After more than two decades in the dark, the Turkish film industry is now enjoying a renaissance. Along with that resurgence, there is a growing number of female filmmakers in Turkey.
In the film Zephyr, a single mother argues with her young daughter about her decision to leave her with grandparents to pursue a career overseas.
Shot in the mountains of Turkey's Black Sea, Zephyr deals with dark issues of abandonment and mortality within the family, as well as questions of love and motherhood. It is Belma Bas' first feature film.
Women Making Strides in Turkey's Film Industry
"Taboos, make peoples not want to talk about those subjects, so breaking a taboo is really necessary, at least to talk about those things. That really put heavy burdens on female and male alike. We really have to break those taboos, to take a step forward to solve really primal problems, problems that are core of very disturbing issues of this country," filmmaker Bas said.
Zephyr was one of two films by a female director to compete in the main competition at the prestigious Golden Orange International Film Festival in Antalya, a first for the festival. Such a presence is an indication of the growing number of new female directors in Turkish film, says Tul Akbal Sualp, a professor of film and media. She says female filmmakers are reflecting women's roles in Turkish society.
"It is a conservative society, but starting from the late 19th century if look at the literature and especially the poetry, we have women characters, strong characters as much male ones. They are much more political than there own generation," she said. "When we look at the Turkish cinema of the last 15 years, it is less political, more personal and stylistic, but with women directors they are much involved in social problems and the political issues that they are experiencing. They are getting stronger, I guess."
Another movie that is controversial is Merry-go-around, a film that deals with another social taboo: incest. It is the second film by female director Ilksen Basarir. She says being a female director was a not problem for securing financing. It was the sensitive subject of the film that made it difficult.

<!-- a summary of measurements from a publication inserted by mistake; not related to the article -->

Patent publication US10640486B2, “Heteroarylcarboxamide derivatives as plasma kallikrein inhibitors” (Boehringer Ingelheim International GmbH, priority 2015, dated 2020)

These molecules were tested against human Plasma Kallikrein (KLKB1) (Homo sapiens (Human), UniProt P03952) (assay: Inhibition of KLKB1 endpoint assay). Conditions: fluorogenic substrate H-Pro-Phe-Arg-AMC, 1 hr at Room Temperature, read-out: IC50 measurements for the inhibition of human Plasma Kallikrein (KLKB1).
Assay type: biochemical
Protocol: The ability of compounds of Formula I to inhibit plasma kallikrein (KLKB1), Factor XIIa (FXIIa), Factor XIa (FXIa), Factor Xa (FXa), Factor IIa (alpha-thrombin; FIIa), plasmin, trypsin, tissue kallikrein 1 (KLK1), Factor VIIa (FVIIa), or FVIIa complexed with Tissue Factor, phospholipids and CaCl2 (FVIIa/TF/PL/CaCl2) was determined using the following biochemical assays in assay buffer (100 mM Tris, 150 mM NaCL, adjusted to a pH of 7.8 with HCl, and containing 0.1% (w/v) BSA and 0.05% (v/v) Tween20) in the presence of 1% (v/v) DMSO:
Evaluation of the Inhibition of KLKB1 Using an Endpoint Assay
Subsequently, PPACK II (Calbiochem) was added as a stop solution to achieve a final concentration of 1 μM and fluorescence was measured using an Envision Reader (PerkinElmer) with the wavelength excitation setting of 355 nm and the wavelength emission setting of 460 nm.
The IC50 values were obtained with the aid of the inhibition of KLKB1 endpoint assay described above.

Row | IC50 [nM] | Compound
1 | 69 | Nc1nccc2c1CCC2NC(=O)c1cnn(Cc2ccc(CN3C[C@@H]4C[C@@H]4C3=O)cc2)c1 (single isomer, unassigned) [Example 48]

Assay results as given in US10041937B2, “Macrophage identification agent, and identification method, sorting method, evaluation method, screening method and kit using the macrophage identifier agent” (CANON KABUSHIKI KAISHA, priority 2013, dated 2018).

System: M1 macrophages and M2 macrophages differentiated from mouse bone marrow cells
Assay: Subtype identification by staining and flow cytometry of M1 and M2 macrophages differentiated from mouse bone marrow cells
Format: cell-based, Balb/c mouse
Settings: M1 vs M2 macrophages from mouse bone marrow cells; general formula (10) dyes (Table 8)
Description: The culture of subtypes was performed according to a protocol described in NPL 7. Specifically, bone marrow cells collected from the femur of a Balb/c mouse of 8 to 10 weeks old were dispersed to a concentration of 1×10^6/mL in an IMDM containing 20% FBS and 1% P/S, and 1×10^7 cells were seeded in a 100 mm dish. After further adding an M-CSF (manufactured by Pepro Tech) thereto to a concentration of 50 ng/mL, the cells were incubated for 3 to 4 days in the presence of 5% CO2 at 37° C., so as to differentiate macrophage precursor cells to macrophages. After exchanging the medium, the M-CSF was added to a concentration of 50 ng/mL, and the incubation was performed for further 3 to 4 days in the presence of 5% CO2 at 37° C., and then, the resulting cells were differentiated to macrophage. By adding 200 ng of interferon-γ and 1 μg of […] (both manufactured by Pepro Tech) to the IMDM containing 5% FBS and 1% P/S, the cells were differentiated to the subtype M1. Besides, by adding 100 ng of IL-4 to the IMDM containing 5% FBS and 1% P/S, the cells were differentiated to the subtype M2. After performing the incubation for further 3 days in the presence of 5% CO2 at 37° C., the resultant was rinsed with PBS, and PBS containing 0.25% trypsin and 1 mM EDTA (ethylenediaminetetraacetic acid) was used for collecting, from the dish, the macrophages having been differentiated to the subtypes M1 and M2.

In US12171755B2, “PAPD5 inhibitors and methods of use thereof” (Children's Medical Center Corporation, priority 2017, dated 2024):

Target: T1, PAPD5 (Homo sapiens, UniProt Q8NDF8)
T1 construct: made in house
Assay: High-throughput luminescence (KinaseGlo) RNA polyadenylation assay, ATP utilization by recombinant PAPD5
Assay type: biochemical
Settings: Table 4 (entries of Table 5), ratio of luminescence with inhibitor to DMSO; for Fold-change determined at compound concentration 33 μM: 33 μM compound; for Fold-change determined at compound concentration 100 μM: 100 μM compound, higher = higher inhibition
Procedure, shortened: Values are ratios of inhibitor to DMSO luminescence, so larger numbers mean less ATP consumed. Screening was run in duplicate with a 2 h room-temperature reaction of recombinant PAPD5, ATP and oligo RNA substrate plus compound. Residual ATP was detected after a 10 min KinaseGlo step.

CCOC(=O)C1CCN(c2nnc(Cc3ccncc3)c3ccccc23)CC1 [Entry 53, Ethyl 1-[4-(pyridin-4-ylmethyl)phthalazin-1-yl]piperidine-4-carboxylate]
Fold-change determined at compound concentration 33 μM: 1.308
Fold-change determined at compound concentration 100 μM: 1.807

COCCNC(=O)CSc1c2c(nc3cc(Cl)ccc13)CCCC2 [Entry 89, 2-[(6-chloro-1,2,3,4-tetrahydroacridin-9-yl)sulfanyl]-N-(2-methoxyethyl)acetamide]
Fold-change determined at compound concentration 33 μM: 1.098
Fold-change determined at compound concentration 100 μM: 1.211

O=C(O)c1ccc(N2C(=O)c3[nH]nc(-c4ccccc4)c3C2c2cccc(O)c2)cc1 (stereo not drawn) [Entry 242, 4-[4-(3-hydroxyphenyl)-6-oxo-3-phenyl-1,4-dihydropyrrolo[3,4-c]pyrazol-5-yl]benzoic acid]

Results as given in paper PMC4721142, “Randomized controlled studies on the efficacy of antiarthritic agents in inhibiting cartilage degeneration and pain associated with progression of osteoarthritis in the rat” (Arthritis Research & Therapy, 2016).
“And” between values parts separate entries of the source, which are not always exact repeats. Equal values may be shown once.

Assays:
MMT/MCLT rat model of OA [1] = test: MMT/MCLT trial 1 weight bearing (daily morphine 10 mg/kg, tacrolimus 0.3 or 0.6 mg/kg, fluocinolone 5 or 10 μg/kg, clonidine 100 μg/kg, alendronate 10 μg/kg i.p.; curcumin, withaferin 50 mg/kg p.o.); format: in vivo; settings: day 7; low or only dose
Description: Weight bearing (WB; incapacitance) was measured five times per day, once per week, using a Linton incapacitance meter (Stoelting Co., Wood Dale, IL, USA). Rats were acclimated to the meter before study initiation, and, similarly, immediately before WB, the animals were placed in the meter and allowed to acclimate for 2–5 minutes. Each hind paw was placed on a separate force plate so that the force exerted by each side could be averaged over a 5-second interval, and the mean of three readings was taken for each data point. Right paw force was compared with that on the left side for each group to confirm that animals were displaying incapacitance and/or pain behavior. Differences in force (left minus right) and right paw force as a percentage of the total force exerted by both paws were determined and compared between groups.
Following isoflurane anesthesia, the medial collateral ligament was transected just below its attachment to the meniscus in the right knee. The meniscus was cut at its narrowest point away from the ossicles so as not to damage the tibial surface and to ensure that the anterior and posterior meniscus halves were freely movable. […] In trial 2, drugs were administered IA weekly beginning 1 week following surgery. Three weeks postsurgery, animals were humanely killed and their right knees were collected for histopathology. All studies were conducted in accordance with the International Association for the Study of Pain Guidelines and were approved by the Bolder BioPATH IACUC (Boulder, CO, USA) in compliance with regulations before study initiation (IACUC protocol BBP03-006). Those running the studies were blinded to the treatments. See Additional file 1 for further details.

"In Turkey since the last five years, the women directors have become more stronger," Basarir said, "I think we are changed are minds as women. We want to tell our stories to the people And maybe they started to accept us in this film industry. Because when I started actually I wanted to be a camera assistant. They said to me, 'No, because its a very hard job.' I said, 'Why?' 'Because they are very heavy things to carry.' I said, 'No I can work.' They said, 'No.' But now things are changing, their are lighting assistants, there camera assistants, there are directors, so it is changed."
Turkey has more than 100 films currently in production, and Bas says female directors are increasing their role in the male-dominated industry. "Recently, there is no majority of males any more in documentary and short-film making area in Turkey. So this something heralding. They are coming forward to make feature length films as well. So I think its just normal we are increasing normal as female filmmakers and I just long for the day, they will be no naming of female or male filmmakers," she adds.
Bas says that female filmmakers are taking advantage of their changing roles in the industry by being more cutting edge.
"Definitely they are more brave, because maybe they think we have just one chance" Basarir says, "That is why we tell the most powerful story we have. Because every time I say, 'OK', maybe I cannot shoot another one."
Commentators say with new Turkish female directors emerging nearly every year, the Turkish film industry appears set for a challenging and exciting future.